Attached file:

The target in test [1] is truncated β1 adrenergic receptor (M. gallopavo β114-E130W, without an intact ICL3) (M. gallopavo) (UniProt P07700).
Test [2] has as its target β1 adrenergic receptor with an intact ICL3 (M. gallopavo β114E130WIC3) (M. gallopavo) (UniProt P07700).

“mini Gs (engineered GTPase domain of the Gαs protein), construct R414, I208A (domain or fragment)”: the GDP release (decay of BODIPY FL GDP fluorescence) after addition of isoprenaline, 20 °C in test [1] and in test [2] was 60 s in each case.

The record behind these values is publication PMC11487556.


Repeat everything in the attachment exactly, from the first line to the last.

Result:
The target in test [1] is truncated β1 adrenergic receptor (M. gallopavo β114-E130W, without an intact ICL3) (M. gallopavo) (UniProt P07700).
Test [2] has as its target β1 adrenergic receptor with an intact ICL3 (M. gallopavo β114E130WIC3) (M. gallopavo) (UniProt P07700).

“mini Gs (engineered GTPase domain of the Gαs protein), construct R414, I208A (domain or fragment)”: the GDP release (decay of BODIPY FL GDP fluorescence) after addition of isoprenaline, 20 °C in test [1] and in test [2] was 60 s in each case.

The record behind these values is publication PMC11487556.